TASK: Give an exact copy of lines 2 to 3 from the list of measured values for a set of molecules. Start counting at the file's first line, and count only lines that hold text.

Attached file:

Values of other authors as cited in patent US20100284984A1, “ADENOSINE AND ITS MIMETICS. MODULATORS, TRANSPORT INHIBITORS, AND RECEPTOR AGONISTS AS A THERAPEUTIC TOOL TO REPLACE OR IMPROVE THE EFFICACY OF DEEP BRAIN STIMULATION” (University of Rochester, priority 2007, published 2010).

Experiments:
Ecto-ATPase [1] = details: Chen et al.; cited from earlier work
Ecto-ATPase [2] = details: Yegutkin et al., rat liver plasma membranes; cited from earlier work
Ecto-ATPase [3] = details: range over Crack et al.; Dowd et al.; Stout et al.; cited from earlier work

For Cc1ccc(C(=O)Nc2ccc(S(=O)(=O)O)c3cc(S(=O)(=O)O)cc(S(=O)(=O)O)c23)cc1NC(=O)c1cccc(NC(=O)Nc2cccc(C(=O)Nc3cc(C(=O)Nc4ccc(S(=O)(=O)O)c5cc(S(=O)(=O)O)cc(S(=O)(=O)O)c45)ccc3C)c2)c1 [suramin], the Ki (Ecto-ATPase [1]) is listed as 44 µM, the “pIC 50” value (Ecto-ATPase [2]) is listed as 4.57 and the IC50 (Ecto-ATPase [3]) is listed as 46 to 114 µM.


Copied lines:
Experiments:
Ecto-ATPase [1] = details: Chen et al.; cited from earlier work